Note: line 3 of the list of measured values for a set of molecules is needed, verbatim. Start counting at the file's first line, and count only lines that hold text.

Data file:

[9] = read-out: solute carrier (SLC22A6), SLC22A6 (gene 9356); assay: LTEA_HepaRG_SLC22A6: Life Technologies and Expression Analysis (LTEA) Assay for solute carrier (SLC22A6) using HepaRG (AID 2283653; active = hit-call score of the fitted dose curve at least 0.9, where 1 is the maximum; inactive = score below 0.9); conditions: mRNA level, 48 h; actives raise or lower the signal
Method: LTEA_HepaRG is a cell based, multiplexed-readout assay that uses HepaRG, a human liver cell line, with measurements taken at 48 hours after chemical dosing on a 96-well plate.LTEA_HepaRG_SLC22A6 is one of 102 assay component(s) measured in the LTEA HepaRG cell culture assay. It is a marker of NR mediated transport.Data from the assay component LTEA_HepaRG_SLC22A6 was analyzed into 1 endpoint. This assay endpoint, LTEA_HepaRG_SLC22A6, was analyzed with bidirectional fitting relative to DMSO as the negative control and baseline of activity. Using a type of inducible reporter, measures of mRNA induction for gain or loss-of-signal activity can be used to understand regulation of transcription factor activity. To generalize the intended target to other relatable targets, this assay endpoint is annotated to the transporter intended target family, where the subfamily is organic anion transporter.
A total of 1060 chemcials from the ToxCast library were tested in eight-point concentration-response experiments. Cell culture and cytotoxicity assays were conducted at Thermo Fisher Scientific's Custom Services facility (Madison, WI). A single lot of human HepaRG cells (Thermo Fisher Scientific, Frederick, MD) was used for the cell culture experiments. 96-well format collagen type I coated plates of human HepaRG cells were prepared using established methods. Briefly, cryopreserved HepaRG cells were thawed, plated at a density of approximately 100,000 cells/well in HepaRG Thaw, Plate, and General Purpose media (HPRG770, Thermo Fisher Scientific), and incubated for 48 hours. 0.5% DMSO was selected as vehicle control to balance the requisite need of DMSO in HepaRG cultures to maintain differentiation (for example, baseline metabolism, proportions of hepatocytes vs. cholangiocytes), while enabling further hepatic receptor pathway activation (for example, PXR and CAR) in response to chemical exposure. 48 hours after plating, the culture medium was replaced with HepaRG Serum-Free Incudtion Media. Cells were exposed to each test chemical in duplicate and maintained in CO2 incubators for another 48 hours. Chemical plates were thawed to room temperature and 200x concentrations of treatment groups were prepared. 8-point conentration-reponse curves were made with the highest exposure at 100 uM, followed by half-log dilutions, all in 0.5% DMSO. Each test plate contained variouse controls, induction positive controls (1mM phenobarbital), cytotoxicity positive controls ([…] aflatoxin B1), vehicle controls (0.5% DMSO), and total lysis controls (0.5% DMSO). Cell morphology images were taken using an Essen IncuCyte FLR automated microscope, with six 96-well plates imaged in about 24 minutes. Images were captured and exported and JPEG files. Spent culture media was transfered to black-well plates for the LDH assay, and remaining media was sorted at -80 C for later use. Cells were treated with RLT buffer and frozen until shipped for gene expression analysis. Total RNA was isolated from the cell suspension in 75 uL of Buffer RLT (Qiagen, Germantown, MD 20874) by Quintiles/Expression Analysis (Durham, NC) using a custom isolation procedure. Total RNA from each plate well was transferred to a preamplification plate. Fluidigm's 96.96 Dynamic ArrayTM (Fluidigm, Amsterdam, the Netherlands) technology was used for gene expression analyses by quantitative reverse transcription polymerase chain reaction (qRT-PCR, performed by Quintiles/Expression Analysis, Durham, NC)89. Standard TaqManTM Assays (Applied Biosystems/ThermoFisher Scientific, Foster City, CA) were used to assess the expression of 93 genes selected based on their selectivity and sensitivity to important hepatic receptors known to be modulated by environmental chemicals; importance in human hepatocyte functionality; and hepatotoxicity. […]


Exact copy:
A total of 1060 chemcials from the ToxCast library were tested in eight-point concentration-response experiments. Cell culture and cytotoxicity assays were conducted at Thermo Fisher Scientific's Custom Services facility (Madison, WI). A single lot of human HepaRG cells (Thermo Fisher Scientific, Frederick, MD) was used for the cell culture experiments. 96-well format collagen type I coated plates of human HepaRG cells were prepared using established methods. Briefly, cryopreserved HepaRG cells were thawed, plated at a density of approximately 100,000 cells/well in HepaRG Thaw, Plate, and General Purpose media (HPRG770, Thermo Fisher Scientific), and incubated for 48 hours. 0.5% DMSO was selected as vehicle control to balance the requisite need of DMSO in HepaRG cultures to maintain differentiation (for example, baseline metabolism, proportions of hepatocytes vs. cholangiocytes), while enabling further hepatic receptor pathway activation (for example, PXR and CAR) in response to chemical exposure. 48 hours after plating, the culture medium was replaced with HepaRG Serum-Free Incudtion Media. Cells were exposed to each test chemical in duplicate and maintained in CO2 incubators for another 48 hours. Chemical plates were thawed to room temperature and 200x concentrations of treatment groups were prepared. 8-point conentration-reponse curves were made with the highest exposure at 100 uM, followed by half-log dilutions, all in 0.5% DMSO. Each test plate contained variouse controls, induction positive controls (1mM phenobarbital), cytotoxicity positive controls ([…] aflatoxin B1), vehicle controls (0.5% DMSO), and total lysis controls (0.5% DMSO). Cell morphology images were taken using an Essen IncuCyte FLR automated microscope, with six 96-well plates imaged in about 24 minutes. Images were captured and exported and JPEG files. Spent culture media was transfered to black-well plates for the LDH assay, and remaining media was sorted at -80 C for later use. Cells were treated with RLT buffer and frozen until shipped for gene expression analysis. Total RNA was isolated from the cell suspension in 75 uL of Buffer RLT (Qiagen, Germantown, MD 20874) by Quintiles/Expression Analysis (Durham, NC) using a custom isolation procedure. Total RNA from each plate well was transferred to a preamplification plate. Fluidigm's 96.96 Dynamic ArrayTM (Fluidigm, Amsterdam, the Netherlands) technology was used for gene expression analyses by quantitative reverse transcription polymerase chain reaction (qRT-PCR, performed by Quintiles/Expression Analysis, Durham, NC)89. Standard TaqManTM Assays (Applied Biosystems/ThermoFisher Scientific, Foster City, CA) were used to assess the expression of 93 genes selected based on their selectivity and sensitivity to important hepatic receptors known to be modulated by environmental chemicals; importance in human hepatocyte functionality; and hepatotoxicity. […]